Coaching Icon copyJulie’s presentation was full of moving images, slides full of information, immaculate waterfall charts explaining the financial needs of the charity.

Why, she wondered, was there nothing but tumbleweed greeting her presentation?

Later in the day, Julie dared to repeat her presentation to the group without her slides, and received amazing feedback. They said “we were engaged, moved, inspired, informed in a way that simply didn’t happen last time”.

So what was going on?

We – as an audience – simply don’t have the internal hardware to read a slide, interpret a graph and listen to the presenter at the same time. We give up, stop listening, and think about something else.

When you are presenting, face to face with another human, or humans, YOU are the differentiator, NOT your slides, and anything that you do to upstage yourself, or distract from you personally, and your well-crafted message is wasting valuable time resources. Yours and theirs.

For some people the trouble is that this is, at best, a bit nerve wracking, and at worst, a down right terrifying experience, and so, for seemingly very good reasons, we will do anything to distract our audience from actually engaging with us (or even, in extreme cases) looking at us; choosing instead to bombard them with a huge amount of ‘crucial’ information and graphs on many slides.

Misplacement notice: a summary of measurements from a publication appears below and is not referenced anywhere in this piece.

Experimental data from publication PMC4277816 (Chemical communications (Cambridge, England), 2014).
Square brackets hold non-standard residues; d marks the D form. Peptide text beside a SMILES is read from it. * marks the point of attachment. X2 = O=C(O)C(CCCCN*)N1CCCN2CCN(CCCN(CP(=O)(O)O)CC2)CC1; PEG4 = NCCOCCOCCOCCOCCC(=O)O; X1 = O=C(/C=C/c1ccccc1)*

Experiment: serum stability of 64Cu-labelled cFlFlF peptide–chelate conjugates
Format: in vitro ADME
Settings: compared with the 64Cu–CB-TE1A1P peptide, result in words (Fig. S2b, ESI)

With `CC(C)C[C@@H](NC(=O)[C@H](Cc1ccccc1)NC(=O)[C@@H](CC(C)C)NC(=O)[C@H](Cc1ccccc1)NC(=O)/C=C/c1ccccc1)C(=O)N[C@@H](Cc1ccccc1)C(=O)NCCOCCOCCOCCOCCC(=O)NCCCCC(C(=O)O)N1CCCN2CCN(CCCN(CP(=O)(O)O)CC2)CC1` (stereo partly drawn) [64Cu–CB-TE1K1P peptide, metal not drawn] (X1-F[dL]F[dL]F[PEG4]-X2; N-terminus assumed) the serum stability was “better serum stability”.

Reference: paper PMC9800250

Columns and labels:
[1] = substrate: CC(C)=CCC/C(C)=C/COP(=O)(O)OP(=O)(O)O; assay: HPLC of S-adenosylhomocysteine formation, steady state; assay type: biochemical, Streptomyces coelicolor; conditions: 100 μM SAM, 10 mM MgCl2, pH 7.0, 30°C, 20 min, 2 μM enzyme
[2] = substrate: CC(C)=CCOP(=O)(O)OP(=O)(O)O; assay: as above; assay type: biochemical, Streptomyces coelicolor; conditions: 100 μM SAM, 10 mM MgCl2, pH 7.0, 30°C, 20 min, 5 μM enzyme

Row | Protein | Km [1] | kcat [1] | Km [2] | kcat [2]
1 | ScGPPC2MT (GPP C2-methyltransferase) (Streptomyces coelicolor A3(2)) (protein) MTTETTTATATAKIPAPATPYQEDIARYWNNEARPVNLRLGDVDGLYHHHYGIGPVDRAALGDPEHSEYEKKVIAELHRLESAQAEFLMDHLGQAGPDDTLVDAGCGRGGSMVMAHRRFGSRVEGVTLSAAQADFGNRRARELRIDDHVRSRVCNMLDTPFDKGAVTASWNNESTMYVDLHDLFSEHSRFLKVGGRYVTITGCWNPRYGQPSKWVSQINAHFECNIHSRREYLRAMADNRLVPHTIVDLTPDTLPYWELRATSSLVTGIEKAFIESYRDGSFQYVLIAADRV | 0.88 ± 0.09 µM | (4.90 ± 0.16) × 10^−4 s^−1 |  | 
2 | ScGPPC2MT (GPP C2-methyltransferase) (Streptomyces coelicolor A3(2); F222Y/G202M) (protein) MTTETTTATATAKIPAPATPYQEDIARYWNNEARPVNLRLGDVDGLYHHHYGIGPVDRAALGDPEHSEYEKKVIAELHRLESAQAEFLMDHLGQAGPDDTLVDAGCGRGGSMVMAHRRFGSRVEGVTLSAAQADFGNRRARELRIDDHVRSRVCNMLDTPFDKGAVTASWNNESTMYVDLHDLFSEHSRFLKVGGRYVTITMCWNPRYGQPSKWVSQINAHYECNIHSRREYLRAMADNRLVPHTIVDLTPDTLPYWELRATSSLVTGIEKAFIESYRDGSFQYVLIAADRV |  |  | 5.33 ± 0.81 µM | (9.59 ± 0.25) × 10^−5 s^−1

If we can dare to be the centre of attention, the differentiator, then, amazingly, we begin to feel more comfortable, not less.

I am by no means suggesting that you never use slides, just that you be aware of HOW you use them.

Here are my 5 top tips:

  1. Use images if you can. Audiences remember images, and can hear what you have to say at the same time as looking at them
  1. When you don’t need a slide, blank the screen.
  1. Dare to make eye contact. The audience will feel you have presence and charisma.
  1. Practice, practice, PRACTICE. Learn the structure, the flow, the main points, so that you can easily connect OUTWARDS with your audience, and not end up having a love affair with the screen.
  1. Make sure that your presentation has flow – start/middle/end – and be appropriately personal and passionate.

Leave them wanting more, and when it comes to the use of slides, less is definitely more!